But the real issue is one of correlation versus causation. Many correlations are not necessarily causative relationships, but rather simply coincidental. Was Obama a victim of Bush’s economic policies leading to runaway federal debt ( or are Obama’s policies and actions the reason that debt as a percent of GDP is rising so fast?

    Economics is such a difficult art.

    1. bjssp

      Not sure if there’s a rule of thumb here. It makes sense, at least to me, that pronounced population growth (or decreases) would have an impact on employment. People needs to be schooled, to shop, and to eat, and this helps employee people. Why don’t we let in a lot of Sryian refugees into Wisconsin and find out through a real life experiment?

      As for Obama, Bush, and the deficit, I’d say that’s the wrong question. To whatever extend the tax cuts (most of which Obama promised to and then did leave intact) contributed to the deficit, I am pretty sure it was overwhelmed by the effect’s the recession. However much you can blame this on Bush, it’s not at all the fault of Obama, which made the attacks, especially during 2009-2012, idiotic.

      1. Anonymous

        “Why don’t we let in a lot of Sryian refugees into Wisconsin and find out through a real life experiment?”

        LOL’ing so hard

          1. Bob

            Agree. Obama’s war against Isis/terror, suck as it may, is far better than his economic policies in the US. Let’s face it, Obama makes Walker look like Keynes on the economic front.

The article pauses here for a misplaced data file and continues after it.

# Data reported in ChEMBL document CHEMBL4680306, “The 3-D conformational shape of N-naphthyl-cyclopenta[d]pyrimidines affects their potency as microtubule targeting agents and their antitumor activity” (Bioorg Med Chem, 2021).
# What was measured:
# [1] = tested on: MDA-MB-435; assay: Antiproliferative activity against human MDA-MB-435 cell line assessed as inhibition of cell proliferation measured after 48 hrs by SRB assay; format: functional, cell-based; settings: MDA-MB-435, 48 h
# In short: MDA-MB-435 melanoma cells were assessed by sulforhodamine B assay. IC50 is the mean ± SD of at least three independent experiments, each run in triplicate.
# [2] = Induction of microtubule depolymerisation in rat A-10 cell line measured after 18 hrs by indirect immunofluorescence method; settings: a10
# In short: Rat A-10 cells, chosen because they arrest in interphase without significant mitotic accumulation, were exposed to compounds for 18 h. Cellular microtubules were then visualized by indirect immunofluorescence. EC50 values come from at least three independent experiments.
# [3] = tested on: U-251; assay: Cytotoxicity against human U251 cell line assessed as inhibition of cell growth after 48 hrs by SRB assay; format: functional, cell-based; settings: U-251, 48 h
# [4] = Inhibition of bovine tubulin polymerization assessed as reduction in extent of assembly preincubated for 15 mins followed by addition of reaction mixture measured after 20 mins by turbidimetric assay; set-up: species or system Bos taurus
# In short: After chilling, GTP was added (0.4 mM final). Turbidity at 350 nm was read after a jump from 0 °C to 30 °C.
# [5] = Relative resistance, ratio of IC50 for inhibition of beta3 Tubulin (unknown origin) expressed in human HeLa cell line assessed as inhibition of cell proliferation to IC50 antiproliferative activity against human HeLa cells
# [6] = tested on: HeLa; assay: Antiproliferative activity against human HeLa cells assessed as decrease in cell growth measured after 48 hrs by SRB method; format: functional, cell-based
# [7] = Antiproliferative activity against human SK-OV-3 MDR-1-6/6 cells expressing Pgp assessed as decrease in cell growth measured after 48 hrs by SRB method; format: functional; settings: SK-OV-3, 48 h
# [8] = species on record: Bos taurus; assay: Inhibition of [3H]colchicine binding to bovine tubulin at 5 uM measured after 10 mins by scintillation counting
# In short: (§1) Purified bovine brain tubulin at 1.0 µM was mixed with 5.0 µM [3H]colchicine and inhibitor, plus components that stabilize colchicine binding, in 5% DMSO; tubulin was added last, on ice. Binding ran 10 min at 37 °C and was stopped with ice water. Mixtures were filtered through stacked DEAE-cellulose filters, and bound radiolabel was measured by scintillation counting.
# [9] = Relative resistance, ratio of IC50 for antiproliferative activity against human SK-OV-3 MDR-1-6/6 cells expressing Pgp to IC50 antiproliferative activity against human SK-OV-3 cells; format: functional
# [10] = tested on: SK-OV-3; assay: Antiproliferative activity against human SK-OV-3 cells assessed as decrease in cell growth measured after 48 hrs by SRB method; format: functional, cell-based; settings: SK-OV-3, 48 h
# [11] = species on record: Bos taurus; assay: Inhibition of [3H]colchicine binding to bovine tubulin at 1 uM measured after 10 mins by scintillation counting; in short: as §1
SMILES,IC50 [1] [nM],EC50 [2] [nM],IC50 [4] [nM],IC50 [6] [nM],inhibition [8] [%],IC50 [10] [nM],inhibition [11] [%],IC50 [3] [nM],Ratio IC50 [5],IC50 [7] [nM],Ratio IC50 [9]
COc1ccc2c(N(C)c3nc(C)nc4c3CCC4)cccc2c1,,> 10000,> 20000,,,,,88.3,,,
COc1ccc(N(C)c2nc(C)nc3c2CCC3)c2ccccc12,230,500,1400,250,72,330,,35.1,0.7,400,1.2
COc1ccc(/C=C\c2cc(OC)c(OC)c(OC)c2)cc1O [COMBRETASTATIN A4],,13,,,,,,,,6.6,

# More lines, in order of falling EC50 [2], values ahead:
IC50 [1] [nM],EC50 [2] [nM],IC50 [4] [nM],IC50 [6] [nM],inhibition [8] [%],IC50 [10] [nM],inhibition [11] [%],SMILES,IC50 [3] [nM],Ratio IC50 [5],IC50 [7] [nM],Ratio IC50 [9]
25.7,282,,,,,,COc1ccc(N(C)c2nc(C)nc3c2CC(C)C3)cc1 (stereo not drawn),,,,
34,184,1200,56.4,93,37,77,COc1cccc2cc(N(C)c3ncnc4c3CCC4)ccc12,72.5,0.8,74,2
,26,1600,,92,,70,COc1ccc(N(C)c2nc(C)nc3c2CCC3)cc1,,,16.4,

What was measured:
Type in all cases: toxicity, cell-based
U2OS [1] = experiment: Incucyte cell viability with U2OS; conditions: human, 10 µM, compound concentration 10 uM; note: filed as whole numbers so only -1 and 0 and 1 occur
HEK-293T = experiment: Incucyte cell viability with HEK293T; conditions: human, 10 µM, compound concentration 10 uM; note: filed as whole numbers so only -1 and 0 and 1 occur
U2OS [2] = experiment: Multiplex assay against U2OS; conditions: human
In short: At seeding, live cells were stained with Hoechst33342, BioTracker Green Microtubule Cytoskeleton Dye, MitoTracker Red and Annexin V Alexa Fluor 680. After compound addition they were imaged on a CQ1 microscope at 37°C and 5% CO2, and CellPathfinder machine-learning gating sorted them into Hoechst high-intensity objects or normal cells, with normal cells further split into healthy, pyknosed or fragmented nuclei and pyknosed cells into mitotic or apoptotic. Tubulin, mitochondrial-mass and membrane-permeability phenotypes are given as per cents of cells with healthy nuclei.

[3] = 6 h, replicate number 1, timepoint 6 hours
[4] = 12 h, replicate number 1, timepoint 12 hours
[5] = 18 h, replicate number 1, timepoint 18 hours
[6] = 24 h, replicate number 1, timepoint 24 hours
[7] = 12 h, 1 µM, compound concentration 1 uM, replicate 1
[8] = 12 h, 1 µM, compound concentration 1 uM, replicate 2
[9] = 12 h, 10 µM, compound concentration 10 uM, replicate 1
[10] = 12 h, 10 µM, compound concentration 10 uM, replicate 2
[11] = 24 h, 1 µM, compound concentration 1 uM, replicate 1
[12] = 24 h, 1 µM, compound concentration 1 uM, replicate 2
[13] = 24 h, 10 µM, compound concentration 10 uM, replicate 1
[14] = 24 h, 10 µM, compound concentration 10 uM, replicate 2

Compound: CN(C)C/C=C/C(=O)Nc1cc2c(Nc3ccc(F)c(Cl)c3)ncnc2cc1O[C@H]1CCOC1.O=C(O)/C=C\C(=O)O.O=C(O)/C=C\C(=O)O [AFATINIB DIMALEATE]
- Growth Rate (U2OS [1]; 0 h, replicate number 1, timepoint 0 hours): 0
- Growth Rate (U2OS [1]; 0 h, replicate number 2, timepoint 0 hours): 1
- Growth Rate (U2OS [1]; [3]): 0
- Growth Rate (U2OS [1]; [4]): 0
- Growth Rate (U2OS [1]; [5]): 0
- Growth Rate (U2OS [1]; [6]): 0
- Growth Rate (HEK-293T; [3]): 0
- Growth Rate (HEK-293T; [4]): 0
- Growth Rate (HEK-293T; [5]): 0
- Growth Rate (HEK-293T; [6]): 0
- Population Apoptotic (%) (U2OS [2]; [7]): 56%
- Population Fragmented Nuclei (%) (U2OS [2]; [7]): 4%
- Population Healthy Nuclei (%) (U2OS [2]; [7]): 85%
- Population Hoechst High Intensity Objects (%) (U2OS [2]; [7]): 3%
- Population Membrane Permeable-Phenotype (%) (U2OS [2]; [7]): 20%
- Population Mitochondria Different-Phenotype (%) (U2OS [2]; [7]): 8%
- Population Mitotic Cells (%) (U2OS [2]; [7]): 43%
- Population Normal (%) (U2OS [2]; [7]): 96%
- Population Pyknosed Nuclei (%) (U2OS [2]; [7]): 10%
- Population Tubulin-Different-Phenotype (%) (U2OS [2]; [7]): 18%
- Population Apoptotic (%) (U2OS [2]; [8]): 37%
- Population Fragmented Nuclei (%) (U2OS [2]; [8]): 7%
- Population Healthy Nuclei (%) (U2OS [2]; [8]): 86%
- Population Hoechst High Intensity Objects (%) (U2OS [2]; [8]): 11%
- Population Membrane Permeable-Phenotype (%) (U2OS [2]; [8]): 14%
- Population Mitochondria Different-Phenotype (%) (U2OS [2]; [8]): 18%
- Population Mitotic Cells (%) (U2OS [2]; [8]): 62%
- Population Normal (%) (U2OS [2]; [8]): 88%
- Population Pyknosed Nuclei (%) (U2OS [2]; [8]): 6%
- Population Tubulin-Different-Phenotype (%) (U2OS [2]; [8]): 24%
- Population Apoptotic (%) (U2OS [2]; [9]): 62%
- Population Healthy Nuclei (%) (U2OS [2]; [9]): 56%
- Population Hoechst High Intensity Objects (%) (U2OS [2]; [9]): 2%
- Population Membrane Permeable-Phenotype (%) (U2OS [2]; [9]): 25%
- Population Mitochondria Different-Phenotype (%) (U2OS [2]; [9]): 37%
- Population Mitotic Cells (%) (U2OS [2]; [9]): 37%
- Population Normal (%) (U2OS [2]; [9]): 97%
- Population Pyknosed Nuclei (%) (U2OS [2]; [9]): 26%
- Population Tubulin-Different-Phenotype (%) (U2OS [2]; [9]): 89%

2. Mark Arnest

      There is nothing tricky at all about your CO2 question: Increased CO2 is both a feedback (caused by higher temperatures) and a forcing (causing higher temperatures). One of the things that makes the current warming so unusual compared to previous interglacials is that in the past, CO2 levels typically rose after warming began, beginning as a feedback and only later acting as a forcing; during this episode of warming. rising CO2 levels preceded the warming, beginning as a forcing. It is just one small piece of evidence that human activity is the cause.

      1. Sherparick1

        Umm, no. During the periods of glaciation CO2 levels gradually rise as chemical weathering is reduced ice covers & a substantial amount the Earth’ rocks, particularly in the Himalayas. Also colder oceans are less able absorb dissolve CO2 & also are covered by pack ice. In fact the growing acidity of the warming oceans as they currently absorb CO2 as carbonic acid is probably as big a problem as the warming planet. This by the way is physics, not statistical climatology.

  5. Joseph

    Steven Kopits: “healthcare spending adds nothing to GDP growth.”

    Here’s a little thought experiment for your (don’t strain yourself). Let’s eliminate all healthcare spending. No more spending on healthcare. What do you think will happen to GDP growth?

    I look forward to your complete list of items in the economy that you decide “add nothing to GDP growth. It should be fascinating.